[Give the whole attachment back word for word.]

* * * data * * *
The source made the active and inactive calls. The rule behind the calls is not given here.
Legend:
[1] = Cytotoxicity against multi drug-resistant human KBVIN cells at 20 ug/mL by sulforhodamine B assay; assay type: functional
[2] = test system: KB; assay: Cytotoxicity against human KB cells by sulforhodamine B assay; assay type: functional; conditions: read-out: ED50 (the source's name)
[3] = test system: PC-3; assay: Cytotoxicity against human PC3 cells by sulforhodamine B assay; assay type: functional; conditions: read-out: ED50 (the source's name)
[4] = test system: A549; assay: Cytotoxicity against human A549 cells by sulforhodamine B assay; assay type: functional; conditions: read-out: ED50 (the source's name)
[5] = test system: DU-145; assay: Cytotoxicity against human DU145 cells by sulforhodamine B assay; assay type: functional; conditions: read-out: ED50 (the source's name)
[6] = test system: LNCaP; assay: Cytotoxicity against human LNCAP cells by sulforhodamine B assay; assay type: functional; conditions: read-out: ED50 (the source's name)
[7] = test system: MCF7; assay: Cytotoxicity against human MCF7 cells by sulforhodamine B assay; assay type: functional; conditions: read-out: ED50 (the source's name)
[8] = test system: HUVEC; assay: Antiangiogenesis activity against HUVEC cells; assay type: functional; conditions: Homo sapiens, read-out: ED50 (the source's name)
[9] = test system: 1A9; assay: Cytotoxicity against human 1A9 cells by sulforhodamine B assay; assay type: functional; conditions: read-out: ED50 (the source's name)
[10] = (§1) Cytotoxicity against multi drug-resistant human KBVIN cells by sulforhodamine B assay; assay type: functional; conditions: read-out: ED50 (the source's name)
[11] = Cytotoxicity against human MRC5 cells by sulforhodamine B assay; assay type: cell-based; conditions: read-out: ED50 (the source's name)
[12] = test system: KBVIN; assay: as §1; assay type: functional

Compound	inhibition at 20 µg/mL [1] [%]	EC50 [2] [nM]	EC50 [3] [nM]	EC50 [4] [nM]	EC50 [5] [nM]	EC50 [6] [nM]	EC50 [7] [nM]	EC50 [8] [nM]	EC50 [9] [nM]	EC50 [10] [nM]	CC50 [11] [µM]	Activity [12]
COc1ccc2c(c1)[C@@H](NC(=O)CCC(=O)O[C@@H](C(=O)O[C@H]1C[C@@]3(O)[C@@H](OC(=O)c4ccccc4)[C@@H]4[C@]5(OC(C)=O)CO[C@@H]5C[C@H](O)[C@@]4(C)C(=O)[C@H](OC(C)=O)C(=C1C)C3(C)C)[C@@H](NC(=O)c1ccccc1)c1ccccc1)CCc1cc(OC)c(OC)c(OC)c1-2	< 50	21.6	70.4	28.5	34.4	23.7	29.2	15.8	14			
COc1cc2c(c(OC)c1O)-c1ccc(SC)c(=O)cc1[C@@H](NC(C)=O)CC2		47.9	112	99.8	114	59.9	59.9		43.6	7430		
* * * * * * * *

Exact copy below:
The source made the active and inactive calls. The rule behind the calls is not given here.
Legend:
[1] = Cytotoxicity against multi drug-resistant human KBVIN cells at 20 ug/mL by sulforhodamine B assay; assay type: functional
[2] = test system: KB; assay: Cytotoxicity against human KB cells by sulforhodamine B assay; assay type: functional; conditions: read-out: ED50 (the source's name)
[3] = test system: PC-3; assay: Cytotoxicity against human PC3 cells by sulforhodamine B assay; assay type: functional; conditions: read-out: ED50 (the source's name)
[4] = test system: A549; assay: Cytotoxicity against human A549 cells by sulforhodamine B assay; assay type: functional; conditions: read-out: ED50 (the source's name)
[5] = test system: DU-145; assay: Cytotoxicity against human DU145 cells by sulforhodamine B assay; assay type: functional; conditions: read-out: ED50 (the source's name)
[6] = test system: LNCaP; assay: Cytotoxicity against human LNCAP cells by sulforhodamine B assay; assay type: functional; conditions: read-out: ED50 (the source's name)
[7] = test system: MCF7; assay: Cytotoxicity against human MCF7 cells by sulforhodamine B assay; assay type: functional; conditions: read-out: ED50 (the source's name)
[8] = test system: HUVEC; assay: Antiangiogenesis activity against HUVEC cells; assay type: functional; conditions: Homo sapiens, read-out: ED50 (the source's name)
[9] = test system: 1A9; assay: Cytotoxicity against human 1A9 cells by sulforhodamine B assay; assay type: functional; conditions: read-out: ED50 (the source's name)
[10] = (§1) Cytotoxicity against multi drug-resistant human KBVIN cells by sulforhodamine B assay; assay type: functional; conditions: read-out: ED50 (the source's name)
[11] = Cytotoxicity against human MRC5 cells by sulforhodamine B assay; assay type: cell-based; conditions: read-out: ED50 (the source's name)
[12] = test system: KBVIN; assay: as §1; assay type: functional

Compound	inhibition at 20 µg/mL [1] [%]	EC50 [2] [nM]	EC50 [3] [nM]	EC50 [4] [nM]	EC50 [5] [nM]	EC50 [6] [nM]	EC50 [7] [nM]	EC50 [8] [nM]	EC50 [9] [nM]	EC50 [10] [nM]	CC50 [11] [µM]	Activity [12]
COc1ccc2c(c1)[C@@H](NC(=O)CCC(=O)O[C@@H](C(=O)O[C@H]1C[C@@]3(O)[C@@H](OC(=O)c4ccccc4)[C@@H]4[C@]5(OC(C)=O)CO[C@@H]5C[C@H](O)[C@@]4(C)C(=O)[C@H](OC(C)=O)C(=C1C)C3(C)C)[C@@H](NC(=O)c1ccccc1)c1ccccc1)CCc1cc(OC)c(OC)c(OC)c1-2	< 50	21.6	70.4	28.5	34.4	23.7	29.2	15.8	14			
COc1cc2c(c(OC)c1O)-c1ccc(SC)c(=O)cc1[C@@H](NC(C)=O)CC2		47.9	112	99.8	114	59.9	59.9		43.6	7430		